“Women work very hard to help set up their businesses, but often dismiss it as ‘no big deal'”

Eline ter Haar and Lotte Kooiker, Trekker Reizen

One has a background in agriculture, the other doesn’t, but together they have a passion for agriculture and travel as the team behind the Dutch agricultural travel agency “Trekker Reizen”. Women in Ag spoke with the women behind this very special company for this double edition of “Outsider”.

Eline ter Haar was born and raised in Enschede, on her parents’ dairy farm. The family business was taken over by her brother and relocated to Portugal, but the passion for the sector remained for Eline, who studied food technology in Bolsward, Friesland, followed by a business formation in Breukelen. Eline started her first job at Misset, a publisher of agricultural magazines, as a marketing manager. It was during an agricultural fair for this first job, for the magazine Trekker & Werktuig, that the idea for agriculture-related trips was planted. The year was 1998.

How it started

“During that fair, the idea of organising a readers’ trip with the Fendt importer De Vor was mentioned,” recalls Eline. “I thought it was a joke at first, but a few weeks later I was on a readers trip for Trekker & Werktuig to the Fendt factory in Germany. We didn’t have Google Maps back then. So at the time, travelling meant getting in the car with a map and writing down the distance and time. The response was huge and we ended up renting four buses”, Eline remembers.

“Two buses went a day earlier than ‘my’ two buses. We would have a typical Bavarian Abend together in the monastery hotel. The band and other groups were there, but we were late. The bus could not go more than 100 km/hour and had to stop now and then, so the journey took hours longer than planned. So we learned the Fendt song! The whole bus sang it out loud. Finally, we arrived at the hotel around 10pm. We put on Tyrolean dresses, ate good food, chopped and sawed wood, partied,… Years later, someone sent a photo to our offices. A great reminder of my first agricultural trip!”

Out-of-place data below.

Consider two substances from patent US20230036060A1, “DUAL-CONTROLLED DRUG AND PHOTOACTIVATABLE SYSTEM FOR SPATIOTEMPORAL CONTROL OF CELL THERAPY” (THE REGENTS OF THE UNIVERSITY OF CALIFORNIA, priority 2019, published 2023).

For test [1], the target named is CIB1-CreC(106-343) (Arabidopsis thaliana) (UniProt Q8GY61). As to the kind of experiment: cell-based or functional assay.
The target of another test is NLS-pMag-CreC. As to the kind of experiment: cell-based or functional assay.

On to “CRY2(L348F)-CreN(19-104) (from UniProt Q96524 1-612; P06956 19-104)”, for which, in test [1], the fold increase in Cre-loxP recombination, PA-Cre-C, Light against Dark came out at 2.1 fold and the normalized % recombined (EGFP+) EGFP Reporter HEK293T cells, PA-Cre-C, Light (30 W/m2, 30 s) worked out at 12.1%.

That first trip was soon followed by another to the Valhalla of tractors, America. This time, Eline and her group went to Detroit.

“It was the first time I had seen so many tractor factories in one week! We also drove on the special International 7488.”

A little later, Eline was asked to take minutes for a one-time meeting of the European Tractor Pulling Committee. In the end, she did this for thirteen years and learned a lot about tractorpulling while she did it.

“It is such a men’s world! It’s also all techniques, speed and spectacle. I remember Johanna Herlevi, who drove a Valtra. After her runs, she would always remove her helmet and conquer many men’s hearts with her long hair floating in the wind. It intrigued me that there are people who know how to turn 200 hp into 2000 hp or synchronize 5 engines.”

Trekker Reizen

In 2008, ten years after the first, unofficial, trip, Eline was looking for a new challenge. Trekker Reizen (translates as “tractor travels”, red.) was born. “The idea was to organize agricultural trips from home, so it would be more compatible with my family and volunteer work. At the end of 2008 the chief editor of LandbouwMechanisatie asked me if I wouldn’t like to organize their reader trips. A great collaboration began!”